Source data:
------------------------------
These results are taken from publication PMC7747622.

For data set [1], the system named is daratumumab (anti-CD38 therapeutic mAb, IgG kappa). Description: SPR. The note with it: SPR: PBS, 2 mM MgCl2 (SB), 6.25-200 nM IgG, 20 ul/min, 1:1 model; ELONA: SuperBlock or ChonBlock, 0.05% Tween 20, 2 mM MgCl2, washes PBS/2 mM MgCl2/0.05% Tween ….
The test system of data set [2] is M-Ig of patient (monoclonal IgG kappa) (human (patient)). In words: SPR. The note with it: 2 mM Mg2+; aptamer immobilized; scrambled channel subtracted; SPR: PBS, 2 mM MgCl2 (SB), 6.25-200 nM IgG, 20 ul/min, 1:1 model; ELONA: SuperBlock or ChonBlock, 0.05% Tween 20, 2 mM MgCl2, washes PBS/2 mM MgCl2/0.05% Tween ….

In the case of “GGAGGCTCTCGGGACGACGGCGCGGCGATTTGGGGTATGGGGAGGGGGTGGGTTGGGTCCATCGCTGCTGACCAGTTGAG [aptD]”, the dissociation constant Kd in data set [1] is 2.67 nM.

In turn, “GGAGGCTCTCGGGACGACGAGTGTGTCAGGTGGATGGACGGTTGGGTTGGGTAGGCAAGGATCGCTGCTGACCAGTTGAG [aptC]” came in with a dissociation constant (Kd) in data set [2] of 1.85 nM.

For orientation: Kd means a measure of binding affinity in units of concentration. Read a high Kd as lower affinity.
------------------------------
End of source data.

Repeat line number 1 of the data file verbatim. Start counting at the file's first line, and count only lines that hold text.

These results are taken from publication PMC7747622.